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The Opportunities—and Challenges—of A Post-Pandemic Office
Covid-19 has forever changed the state of work. Perhaps the most profound change relates to office layouts. There’s no denying that the workplace will look different after the pandemic than it did before. And there’s been a lot of speculation about what the physical office will look like in a post-pandemic world. In the past few weeks, we’ve gained a little more clarity on what to expect. Here’s a look at what we can anticipate in the months and years to come.
1. Air filtration
A recent report by CB Insights highlighted how office air filtration will change in a post-pandemic office. A staggering 75% of the air in an office is recirculated and filtered indoor air. Recognizing that air filtration is top-of-mind for businesses and building managers, UV Angel—a Michigan-based startup—recently announced two new products that neutralize pathogens on surfaces and in the air. The products rely on UV-C light treatment technology to neutralize viruses, including coronaviruses, as several harmful pathogens are sensitive to ultraviolet light. Essentially, they are light purification systems.
Another startup tackling air filtration by harnessing UV light treatment is Healthe. While experts have long realized that UV light is a potent disinfectant, UV light-products have not typically been safe for human exposure. Healthe’s products use a specific UV wave that kills viruses yet cannot penetrate human skin or eyes, which means it is not harmful. As Fred Maxik, Founder and Chief Scientific Officer of Healthe, has explained, “It represents a new light that we can live with, not one we need to run from.”
Heathe recently launched its Cleanse Portal, which is a free-standing walk-through sanitizer that looks similar to a metal detector. Rather than detecting metal objects thought, the Portal inactivates bacteria and viruses on clothing, objects, and skin.
The CB Insights report also emphasized how elevators, which are coronavirus hotspots, will change in a post-pandemic office. There are several potential options. In Thailand, for example, foot-operated elevators have emerged, enabling people to avoid contact with elevator buttons.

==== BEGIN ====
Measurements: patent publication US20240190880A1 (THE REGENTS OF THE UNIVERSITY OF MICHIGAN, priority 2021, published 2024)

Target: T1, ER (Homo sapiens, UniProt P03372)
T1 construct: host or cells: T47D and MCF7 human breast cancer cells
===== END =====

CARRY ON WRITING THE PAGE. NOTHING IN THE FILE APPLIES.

Companies are also investigating gesture tracking elevator solutions. San Francisco-based Ultaleap, for example, has developed products that use ultrasound technology and infrared light to track hand movements. Stockholm-based Neonode is also focused on building post-pandemic elevator solutions. It has already installed its touch sensor modules, which rely on holographic technology, in thousands of elevators in China.
Aside from the cost, there’s little controversy with technologies such as air filtration and elevators. But some other technologies that have been proposed for the post-pandemic office are more controversial and have sparked privacy concerns.
3. Temperature monitoring
Companies have proposed different measures for monitoring employees’ health and temperature. Most of these measures are non-invasive and involve employees self-reporting their health status. Yet some measures are much more invasive.
Albert De Plazaola, global strategy director at design firm Unispace, has described some of these more invasive measures. He’s explained that some companies are considering “aggressively monitoring for sick employees” by “embedding sensors underneath desks to monitor body temperatures, with a facilities manager alerted when someone has a fever.
De Plazaola has also commented on the challenging tradeoff between implementation ease and privacy concerns: “This kind of technology already exists and wouldn’t be tough to integrate...But it raises huge privacy issues. HR and legal departments would need to weigh in on whether this is the right course to pursue.”
4. Physical distancing
Companies are also contemplating how to monitor employees’ physical distance compliance in the office. Commercial real estate company Cushman & Wakefield has transformed its Amsterdam headquarters to illustrate what the post-coronavirus pandemic office might look like. One change involves plastering large circles on the office carpet as a guide for people to stay six feet away from each other. The proposed office also includes arrows on the perimeter of rooms to encourage people to walk counter-clockwise to prevent close contact.
Without compliance, signs and other guides aren’t going to meaningfully minimize coronavirus exposure. That’s why some companies are taking more drastic measures. According to Fast Company, Cushman & Wakefield has also installed transmitters to track employee movement via cell phones to ensure employees remain six feet apart, and potentially alert employees if they do not comply with physical distance mandates.
Now is the time to think outside the box in terms of what a post-pandemic office might look like. But creativity must be tempered with privacy considerations. It’s going to be a challenging balance between health, implementation, and privacy concerns. To be sure, there will be new companies that emerge that devise new strategies that prioritize health and implementation ease, without sacrificing privacy. These companies will emerge as the leaders of the future workplace.